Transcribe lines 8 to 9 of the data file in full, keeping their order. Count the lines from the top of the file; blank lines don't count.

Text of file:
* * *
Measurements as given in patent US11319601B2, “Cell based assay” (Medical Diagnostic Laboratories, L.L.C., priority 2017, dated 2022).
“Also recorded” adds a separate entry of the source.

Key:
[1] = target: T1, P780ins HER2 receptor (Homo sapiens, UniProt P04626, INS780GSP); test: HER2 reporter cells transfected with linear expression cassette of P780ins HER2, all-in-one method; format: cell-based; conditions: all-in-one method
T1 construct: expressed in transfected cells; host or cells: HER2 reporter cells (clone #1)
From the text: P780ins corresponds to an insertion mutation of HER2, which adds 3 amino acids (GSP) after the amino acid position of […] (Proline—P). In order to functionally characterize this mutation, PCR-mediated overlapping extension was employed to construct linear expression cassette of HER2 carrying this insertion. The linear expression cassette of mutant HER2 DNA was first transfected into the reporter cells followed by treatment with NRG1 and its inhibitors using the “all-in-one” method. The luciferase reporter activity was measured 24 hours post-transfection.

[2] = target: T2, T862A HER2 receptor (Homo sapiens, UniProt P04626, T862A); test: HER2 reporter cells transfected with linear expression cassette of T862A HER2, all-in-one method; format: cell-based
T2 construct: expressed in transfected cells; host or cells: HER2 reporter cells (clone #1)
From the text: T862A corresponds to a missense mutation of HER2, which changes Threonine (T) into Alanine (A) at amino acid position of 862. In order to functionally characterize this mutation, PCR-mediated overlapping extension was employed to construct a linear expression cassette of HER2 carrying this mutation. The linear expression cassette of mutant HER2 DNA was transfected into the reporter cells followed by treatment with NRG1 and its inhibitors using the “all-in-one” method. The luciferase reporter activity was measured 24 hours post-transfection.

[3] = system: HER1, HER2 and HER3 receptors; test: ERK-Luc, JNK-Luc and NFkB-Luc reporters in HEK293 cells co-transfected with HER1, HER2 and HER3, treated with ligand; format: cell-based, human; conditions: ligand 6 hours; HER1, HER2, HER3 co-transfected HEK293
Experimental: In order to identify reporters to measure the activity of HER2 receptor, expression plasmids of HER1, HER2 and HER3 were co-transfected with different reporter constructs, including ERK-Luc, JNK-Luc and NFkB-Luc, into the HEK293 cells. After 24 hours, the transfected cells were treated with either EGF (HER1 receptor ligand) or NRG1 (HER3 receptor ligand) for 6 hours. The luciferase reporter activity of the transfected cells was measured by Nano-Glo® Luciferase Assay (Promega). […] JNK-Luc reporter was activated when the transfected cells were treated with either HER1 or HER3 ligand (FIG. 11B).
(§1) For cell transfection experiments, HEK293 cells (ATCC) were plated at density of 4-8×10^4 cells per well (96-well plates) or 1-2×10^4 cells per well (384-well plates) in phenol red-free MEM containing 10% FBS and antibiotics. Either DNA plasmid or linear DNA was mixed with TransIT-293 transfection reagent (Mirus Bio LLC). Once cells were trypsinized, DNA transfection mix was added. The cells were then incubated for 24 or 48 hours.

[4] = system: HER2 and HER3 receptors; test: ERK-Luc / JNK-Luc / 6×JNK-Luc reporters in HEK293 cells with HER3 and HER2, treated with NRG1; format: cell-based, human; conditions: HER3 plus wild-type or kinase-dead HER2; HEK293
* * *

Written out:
T2 construct: expressed in transfected cells; host or cells: HER2 reporter cells (clone #1)
From the text: T862A corresponds to a missense mutation of HER2, which changes Threonine (T) into Alanine (A) at amino acid position of 862. In order to functionally characterize this mutation, PCR-mediated overlapping extension was employed to construct a linear expression cassette of HER2 carrying this mutation. The linear expression cassette of mutant HER2 DNA was transfected into the reporter cells followed by treatment with NRG1 and its inhibitors using the “all-in-one” method. The luciferase reporter activity was measured 24 hours post-transfection.